Touch Input Touchscreen Touchscreen
    Shooting Specs Hasselblad X1D Olympus E-PM2
    Focus System Contrast-detect AF Contrast-detect AF
    Manual Focusing AidFocus Peakingno Peaking Feature
    Continuous Shooting 2.3 shutter flaps/s 8 shutter flaps/s
    Time-Lapse PhotographyIntervalometer built-inno Intervalometer
    Image Stabilizationno shake reductionIn-body stabilization
    Fill Flash no On-Board Flash no On-Board Flash
    Storage Medium SDXC cards SDXC cards
    Second Storage Option Dual card slots Single card slot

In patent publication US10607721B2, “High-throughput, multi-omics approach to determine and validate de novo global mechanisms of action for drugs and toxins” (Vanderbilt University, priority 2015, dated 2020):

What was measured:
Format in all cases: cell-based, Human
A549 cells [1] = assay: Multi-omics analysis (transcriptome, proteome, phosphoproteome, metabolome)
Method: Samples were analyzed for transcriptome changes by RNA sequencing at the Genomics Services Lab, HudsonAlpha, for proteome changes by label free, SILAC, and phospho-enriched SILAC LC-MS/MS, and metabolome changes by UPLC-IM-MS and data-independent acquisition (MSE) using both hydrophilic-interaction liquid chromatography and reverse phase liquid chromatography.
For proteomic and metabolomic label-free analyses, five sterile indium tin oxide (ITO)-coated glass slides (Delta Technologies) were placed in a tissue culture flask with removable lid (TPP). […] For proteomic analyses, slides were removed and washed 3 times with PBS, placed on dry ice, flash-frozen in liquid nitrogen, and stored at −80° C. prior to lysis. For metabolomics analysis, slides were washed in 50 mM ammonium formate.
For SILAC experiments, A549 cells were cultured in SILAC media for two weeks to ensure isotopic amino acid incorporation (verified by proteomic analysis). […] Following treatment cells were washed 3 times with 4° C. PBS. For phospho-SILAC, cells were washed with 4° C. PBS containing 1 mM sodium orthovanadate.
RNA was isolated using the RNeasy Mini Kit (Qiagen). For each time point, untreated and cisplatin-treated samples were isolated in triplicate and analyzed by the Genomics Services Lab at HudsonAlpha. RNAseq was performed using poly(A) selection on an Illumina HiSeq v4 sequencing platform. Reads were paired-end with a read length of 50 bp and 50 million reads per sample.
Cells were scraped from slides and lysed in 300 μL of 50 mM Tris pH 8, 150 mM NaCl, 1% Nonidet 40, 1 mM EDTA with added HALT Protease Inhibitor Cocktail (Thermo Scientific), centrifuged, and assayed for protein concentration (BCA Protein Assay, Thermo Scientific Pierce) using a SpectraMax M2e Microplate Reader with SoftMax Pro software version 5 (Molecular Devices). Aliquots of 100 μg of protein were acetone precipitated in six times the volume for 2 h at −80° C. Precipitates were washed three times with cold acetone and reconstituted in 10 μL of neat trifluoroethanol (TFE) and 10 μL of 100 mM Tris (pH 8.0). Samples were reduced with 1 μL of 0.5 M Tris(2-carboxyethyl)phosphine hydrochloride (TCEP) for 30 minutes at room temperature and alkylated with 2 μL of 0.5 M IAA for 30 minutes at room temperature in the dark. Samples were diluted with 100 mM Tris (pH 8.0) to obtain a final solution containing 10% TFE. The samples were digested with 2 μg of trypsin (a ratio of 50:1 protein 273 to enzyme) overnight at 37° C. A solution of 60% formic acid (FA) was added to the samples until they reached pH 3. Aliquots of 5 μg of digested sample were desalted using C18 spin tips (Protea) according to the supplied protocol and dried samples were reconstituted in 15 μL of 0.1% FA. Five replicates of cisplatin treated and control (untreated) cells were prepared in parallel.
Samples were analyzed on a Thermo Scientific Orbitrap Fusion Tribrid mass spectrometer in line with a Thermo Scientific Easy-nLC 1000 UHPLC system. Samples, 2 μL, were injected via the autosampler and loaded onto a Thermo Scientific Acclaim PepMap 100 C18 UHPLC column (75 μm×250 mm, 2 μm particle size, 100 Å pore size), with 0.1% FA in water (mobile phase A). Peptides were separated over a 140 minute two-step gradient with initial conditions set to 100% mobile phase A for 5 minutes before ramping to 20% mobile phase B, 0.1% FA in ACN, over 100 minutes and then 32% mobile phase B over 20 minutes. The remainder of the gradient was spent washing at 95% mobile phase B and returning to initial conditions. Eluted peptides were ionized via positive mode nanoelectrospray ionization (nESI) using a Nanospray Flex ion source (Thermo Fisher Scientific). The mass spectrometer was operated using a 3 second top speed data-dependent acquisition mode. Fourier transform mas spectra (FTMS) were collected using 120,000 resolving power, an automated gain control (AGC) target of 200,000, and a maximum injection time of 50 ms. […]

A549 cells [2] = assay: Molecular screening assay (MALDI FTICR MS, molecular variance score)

UHS card support UHS-I UHS-I
    Connectivity Specs Hasselblad X1D Olympus E-PM2
    External Flash Hotshoe Hotshoe
    Studio Flash PC Sync socket no PC Sync
    USB Connector USB 3.0 USB 2.0
    HDMI Port mini HDMI mini HDMI
    Microphone Port External MIC port no MIC socket
    Headphone Socket Headphone port no Headphone port
    Wifi Support Wifi built-in no Wifi
    Body Specs Hasselblad X1D Olympus E-PM2
    Environmental SealingWeathersealed bodynot weather sealed
    Battery Type H-3054752 BLS-5
    Body Dimensions 150 x 98 x 71 mm
    (5.9 x 3.9 x 2.8 in)
    110 x 64 x 34 mm
    (4.3 x 2.5 x 1.3 in)
    Camera Weight 725 g (25.6 oz) 269 g (9.5 oz)
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    Check X1D offers at
    ebay.com
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    Check E-PM2 offers at
    ebay.com